• Extension of Trouble Debt Restructuring: The bill extends Sec. 4013 provisions included from the CARES Act thru Dec. 31, 2021. TDR relief encourages lenders to work with COVID-impacted borrowers to modify loans without having to classify the modification as “troubled debt” under their accounting rules. Bank regulators provided interagency guidance in March 2020 on TDRs that was set to expire. This TDR relief allows lenders and borrowers to work together without moving balances to “troubled debt” through the end of the pandemic.
  • Extension of Sec. 1112: The CARES Act allowed the SBA to pay principal & interest payments for new and existing SBA 7(a) and 504 loans. This bill extends these payments thru March 31.
  • Enhancements to SBA 7(a) Lending Program: IFA led a big lobbying push dating back to March with borrower and lending groups to include enhancements to these traditional SBA lending programs, similar to what was done in 2009. The enhancements include an increase to 90 percent loan guarantees for the 7(a) program, and fee waivers.
  • Repeal of EIDL Advance Deduction: Previously, borrowers who took a PPP and an EIDL advance grant ($10,000) had to deduct the EIDL amount from their PPP loan when applying for forgiveness, thus negating the full benefit of the PPP. This provision eliminates that deduction and restores the full impact of the PPP.
  • Employee Retention Tax Credit Extension and Expansion: The provision extends and expands the CARES Act employee retention tax credit (ERTC) for six months. Beginning on January 1, 2021 and through June 30, 2021, the provision includes:- Increases to the credit rate from 50 percent to 70 percent of qualified wages; – Expands eligibility for the credit by reducing the required year-over-year gross receipts decline from 50 percent to 20 percent and provides a safe harbor allowing employers to use prior quarter gross receipts to determine eligibility;- Increases the limit on per-employee creditable wages from $10,000 for the year to $10,000 for each quarter;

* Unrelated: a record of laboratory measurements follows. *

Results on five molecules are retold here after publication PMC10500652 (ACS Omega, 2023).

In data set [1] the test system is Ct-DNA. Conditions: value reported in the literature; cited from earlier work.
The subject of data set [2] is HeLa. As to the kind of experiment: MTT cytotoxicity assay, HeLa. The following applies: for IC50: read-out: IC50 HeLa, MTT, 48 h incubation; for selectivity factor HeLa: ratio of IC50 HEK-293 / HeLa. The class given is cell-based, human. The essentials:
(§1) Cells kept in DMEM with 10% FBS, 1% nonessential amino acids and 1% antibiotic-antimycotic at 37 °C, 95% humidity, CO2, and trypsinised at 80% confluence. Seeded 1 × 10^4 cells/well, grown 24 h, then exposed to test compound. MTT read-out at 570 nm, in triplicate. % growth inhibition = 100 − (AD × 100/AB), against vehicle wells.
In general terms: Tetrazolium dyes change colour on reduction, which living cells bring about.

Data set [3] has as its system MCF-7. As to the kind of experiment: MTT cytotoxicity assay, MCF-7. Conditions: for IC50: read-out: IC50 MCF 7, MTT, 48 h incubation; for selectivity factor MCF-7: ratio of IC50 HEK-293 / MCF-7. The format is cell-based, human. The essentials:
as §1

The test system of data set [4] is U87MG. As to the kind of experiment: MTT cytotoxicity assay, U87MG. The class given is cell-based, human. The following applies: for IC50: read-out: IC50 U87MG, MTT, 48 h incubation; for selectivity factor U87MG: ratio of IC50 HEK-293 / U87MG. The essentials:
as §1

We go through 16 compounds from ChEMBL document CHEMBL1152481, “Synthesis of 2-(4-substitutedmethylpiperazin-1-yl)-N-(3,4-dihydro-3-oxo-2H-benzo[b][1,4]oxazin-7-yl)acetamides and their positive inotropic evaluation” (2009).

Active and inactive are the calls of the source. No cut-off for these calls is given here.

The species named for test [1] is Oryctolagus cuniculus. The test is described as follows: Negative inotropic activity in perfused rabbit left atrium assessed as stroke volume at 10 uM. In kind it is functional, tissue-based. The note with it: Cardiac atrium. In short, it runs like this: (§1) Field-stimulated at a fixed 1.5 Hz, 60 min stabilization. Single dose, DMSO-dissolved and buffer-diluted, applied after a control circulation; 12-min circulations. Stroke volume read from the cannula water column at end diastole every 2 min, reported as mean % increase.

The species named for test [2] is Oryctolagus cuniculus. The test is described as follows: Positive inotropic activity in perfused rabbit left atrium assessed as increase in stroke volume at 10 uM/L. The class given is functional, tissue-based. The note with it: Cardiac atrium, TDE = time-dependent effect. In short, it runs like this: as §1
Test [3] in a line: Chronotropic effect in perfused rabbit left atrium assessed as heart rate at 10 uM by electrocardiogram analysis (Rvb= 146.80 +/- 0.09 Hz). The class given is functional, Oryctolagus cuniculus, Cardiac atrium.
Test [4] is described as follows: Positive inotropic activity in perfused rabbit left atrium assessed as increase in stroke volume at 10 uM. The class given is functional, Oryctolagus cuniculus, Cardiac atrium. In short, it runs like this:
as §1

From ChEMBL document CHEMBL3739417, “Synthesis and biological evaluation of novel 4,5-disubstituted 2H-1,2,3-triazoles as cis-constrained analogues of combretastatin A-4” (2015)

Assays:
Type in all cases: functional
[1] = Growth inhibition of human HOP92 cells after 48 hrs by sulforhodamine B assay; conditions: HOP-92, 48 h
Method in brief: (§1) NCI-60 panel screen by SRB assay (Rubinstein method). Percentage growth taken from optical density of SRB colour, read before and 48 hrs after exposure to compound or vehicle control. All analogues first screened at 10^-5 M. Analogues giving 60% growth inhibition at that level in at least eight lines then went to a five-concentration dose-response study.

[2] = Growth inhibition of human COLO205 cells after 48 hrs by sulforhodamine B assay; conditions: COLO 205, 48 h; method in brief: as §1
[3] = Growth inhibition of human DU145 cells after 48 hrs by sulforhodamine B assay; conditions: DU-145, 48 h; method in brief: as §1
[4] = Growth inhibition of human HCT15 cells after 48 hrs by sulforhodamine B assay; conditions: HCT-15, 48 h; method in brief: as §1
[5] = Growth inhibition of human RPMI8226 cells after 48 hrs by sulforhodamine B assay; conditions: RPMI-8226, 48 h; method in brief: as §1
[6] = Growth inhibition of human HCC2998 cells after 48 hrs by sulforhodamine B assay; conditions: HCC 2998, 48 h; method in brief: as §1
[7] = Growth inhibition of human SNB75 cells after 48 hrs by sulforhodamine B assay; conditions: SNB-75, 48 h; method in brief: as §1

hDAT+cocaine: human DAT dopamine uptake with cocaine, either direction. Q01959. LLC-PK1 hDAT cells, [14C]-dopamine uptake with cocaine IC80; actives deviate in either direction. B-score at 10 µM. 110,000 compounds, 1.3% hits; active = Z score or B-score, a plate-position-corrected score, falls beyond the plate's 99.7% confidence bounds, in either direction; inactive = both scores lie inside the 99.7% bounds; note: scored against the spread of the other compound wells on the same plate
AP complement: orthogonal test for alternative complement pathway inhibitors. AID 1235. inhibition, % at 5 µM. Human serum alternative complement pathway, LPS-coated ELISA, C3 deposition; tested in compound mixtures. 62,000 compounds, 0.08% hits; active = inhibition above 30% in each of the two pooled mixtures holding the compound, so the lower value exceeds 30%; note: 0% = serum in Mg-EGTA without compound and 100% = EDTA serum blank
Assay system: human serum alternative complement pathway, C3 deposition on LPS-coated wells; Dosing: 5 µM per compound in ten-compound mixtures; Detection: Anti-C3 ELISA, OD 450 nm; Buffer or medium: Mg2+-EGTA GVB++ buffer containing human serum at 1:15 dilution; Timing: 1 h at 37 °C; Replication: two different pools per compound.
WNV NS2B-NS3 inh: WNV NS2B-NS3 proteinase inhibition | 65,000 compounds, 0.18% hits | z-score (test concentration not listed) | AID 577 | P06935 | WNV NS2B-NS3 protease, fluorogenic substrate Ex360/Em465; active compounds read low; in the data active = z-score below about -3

– Extension of the Work Opportunity Tax Credit (WOTC) for 5 years.

The small business section summary of the legislation can be found here.

Previous ArticleNext Article
Jill Abrahamsen’s career spans more than 25 years in editorial, design, and marketing roles. As the editorial director of IFPG, she serves as editor-in-chief of Franchise Consultant Magazine and FranchiseWire. Through both platforms, Jill helps franchisors spread the word about their brands and reports on the latest franchise news and trends. A skilled storyteller, Jill communicates franchisor’s messages through feature articles and franchisee interviews.

Jill is an accomplished writer, editor and graphic designer. Her extensive experience includes key roles with major consumer publications, including Boating, Popular Photography, and Design NJ magazines. As founding editor-in-chief of Franchise Dictionary magazine, Jill developed her passion and fascination for franchising which continues to grow in her role at IFPG.
Send this to a friend